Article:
I have been spending some quality time in a baby hospital over the past few days. The hospital is really world-class, the equipment relatively new and the staff absolutely professional. It is too bad the building performance is not keeping up. The issue has to do with noise and, I believe, is easy to remedy by using a few kilograms of steel.
In a ward with many babies one would expect that noise reduction was a primary criteria of design. As monitor alarms go off they initiate a cacophony of baby cries that cause a great deal of stress to the already overstretched nurses and anxious parents.
Noise is unwanted sound. Sound may be understood as a propagating vibration of air. It involves small air pressure waves that the human ear drums, along with the brain, can sense. These pressure fluctuations are referred to as sound pressure. For instance at 1m distance from a person speaking normally the sound pressure is about one-millionth of the atmospheric pressure.
The sound pressure level (SPL) in a given frequency band is related to the root-mean-square sound pressure, p, in that band:
SPL = 20 log p/pref
SPL = sound pressure level, dB
p = sound pressure, Pa
pref = reference value of pressure, Pa (commonly 20 μPa and corresponds roughly to the weakest sound that can be heard by humans)
Thus, the threshold of hearing perception corresponds to an SPL of 0 dB. In contrast, an SPL above 130 dB tends to produce pain in the ear. At 100m distance from a jet aircraft taking off one is likely to be exposed to an SPL of about 130 dB. Doubling of the sound pressure results in a 6 dB increase in SPL while halving of the sound pressure results in a 6 dB decrease.
Sound could both originate at a distance, and thus be airborne, or it may originate by banging against the boundary of a room – impact. Moreover people are perturbed both by noise that penetrates the boundaries of a room as well as by the reverberation of noise within a room.
As most recording studios are well aware, in order to reduce noise reverberation in a room, one must use sound absorbing boundaries. All materials can be assigned an absorption coefficient between 0 and 1 that defines the percentage of sound that is absorbed by the material. 0 represents total reflectivity and 1 represents perfect absorption. For instance an open window will exhibit perfect absorption.
|Type of boundary||Noise absorption coefficient|
|Insulated stud wall with 15mm gypsum boards||0,04|
|Carpet on concrete||0,3|
|Suspended mineral fibre acoustic ceiling||0,6|
|Suspended glass fibre acoustic ceiling||0,9|
Absorption coefficients for common boundaries (sounds in the 500Hz to 1000Hz range)
A large room with mostly hard surfaces, such as a cathedral, will have a long reverberation time (the time it takes to reduce the sound by 60 dB) of 5 seconds while a smaller room with many sound-absorbing surfaces – say a recording studio – will have a short reverberation time of half a second. Classrooms should have 0,7 seconds or less in order to comply with typical standard requirements while concert halls may have reverberation times of 2 seconds when fully occupied.
One must also provide boundary elements that reduce the transmission of sounds into a room. This can be measured by the sound isolation capacity of boundary elements. While most office rooms must have boundaries that provide sound isolation of 40 to 50 dB, hospital rooms have higher requirements in the range of 50 to 60 dB.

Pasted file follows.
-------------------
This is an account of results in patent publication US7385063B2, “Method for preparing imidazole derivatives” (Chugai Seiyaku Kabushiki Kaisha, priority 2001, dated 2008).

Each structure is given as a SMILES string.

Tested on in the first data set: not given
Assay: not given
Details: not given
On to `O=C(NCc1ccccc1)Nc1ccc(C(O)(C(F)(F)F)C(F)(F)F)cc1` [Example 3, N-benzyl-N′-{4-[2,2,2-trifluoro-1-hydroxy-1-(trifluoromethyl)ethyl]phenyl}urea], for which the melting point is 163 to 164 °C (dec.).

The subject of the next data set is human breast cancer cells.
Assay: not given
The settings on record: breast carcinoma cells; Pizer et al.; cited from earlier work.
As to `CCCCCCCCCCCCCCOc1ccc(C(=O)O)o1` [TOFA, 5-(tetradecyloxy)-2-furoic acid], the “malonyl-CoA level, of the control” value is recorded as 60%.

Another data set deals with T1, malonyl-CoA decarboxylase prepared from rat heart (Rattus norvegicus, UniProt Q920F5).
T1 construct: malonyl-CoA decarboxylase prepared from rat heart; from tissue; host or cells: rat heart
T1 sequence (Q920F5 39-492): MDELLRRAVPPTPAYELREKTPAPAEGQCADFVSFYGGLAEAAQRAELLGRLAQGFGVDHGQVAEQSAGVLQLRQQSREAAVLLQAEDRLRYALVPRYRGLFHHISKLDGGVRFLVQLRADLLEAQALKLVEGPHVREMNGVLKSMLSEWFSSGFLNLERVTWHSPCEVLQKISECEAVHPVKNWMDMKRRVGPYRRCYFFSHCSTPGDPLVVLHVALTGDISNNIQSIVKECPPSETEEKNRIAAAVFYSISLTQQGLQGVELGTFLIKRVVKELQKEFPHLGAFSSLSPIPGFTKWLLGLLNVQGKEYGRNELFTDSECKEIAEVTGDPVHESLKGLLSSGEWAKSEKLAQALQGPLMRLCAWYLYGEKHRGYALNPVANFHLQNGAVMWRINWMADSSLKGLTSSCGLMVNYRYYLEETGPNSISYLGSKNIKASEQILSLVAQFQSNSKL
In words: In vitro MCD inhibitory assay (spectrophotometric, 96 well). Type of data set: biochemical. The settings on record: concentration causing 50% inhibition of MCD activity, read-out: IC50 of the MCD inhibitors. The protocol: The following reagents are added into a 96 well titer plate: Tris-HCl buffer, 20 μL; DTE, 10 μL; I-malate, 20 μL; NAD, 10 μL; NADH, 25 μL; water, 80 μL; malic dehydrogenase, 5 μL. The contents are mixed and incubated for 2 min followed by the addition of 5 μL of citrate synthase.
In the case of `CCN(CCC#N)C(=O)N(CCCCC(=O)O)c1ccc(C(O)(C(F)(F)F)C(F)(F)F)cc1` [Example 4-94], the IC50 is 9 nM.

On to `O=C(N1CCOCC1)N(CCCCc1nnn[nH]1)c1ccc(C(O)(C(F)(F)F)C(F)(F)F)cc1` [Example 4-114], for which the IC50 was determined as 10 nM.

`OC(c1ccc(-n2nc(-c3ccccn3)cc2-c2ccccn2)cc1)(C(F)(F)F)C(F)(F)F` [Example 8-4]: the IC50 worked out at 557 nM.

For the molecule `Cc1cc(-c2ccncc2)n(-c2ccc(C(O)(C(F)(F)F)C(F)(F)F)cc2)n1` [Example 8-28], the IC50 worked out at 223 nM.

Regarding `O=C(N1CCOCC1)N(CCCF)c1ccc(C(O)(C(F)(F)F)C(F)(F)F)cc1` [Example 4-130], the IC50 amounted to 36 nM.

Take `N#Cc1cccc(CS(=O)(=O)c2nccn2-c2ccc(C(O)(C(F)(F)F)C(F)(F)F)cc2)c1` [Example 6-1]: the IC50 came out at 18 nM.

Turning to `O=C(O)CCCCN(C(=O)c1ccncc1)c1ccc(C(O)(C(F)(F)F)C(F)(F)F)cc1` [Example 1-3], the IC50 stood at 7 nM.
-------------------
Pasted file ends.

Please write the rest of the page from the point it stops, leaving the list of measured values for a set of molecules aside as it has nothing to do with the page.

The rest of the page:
We will not delve into how sound isolation requirements are derived for building projects. Suffice it to say here that such requirements depend on the anticipated source of noise outside the room and the room’s intended use. The design may also consider the background steady-state hum that is available within the room to mask transient private conversation.
A distinct source of sound that is hard to isolate is noise from impact. The most common source is associated with people walking. Other common sources include rolling carts, floor impacts in fitness centres and rain. A boundary that is adequate for isolating airborne sound may be found to be inadequate for impact isolation – and in-situ testing may be required on some projects.
A typical insulated steel stud wall with 15mm gypsum board on either side can achieve airborne sound isolation of up to 50 dB. This can be higher than that for typical single and double skin brick walls. Higher insulation is possible by increasing the stud depth, board thickness or insulation. This makes steel stud walls excellent at separating spaces in hospitals where light-weight, quick and reconfigurable walls are a critical acoustic asset.
When it comes to sound isolation between floors a key requirement for acoustic performance seems to be the use of well detailed ceiling systems. Precast plank, cast-in-place and other floors without ceilings typically have poor acoustic isolation performance, both for airborne and impact noise. Intelligently detailed ceiling systems can achieve floor and ceiling sound isolation of 50 to 60 dB for airborne noise and 40 to 60 dB for impact noise.
The solution to the noise pollution in the hospital wards could thus have been as easy as using absorbent walls, floors and ceilings, while also adding stud walls and isolating ceilings around the baby units. In addition to providing privacy for the babies’ families this may, in the long run, result in healthier babies, happy parents and a more productive hospital staff.
It would be wise for architects who work for the department of health and private hospital groups to consider acoustic performance in the design of future hospitals. As for the existing hospitals it may make more sense to carry out retrofit work that can be completed economically by South African Light Steel Frame Building contractors without the need to rebuild new wards.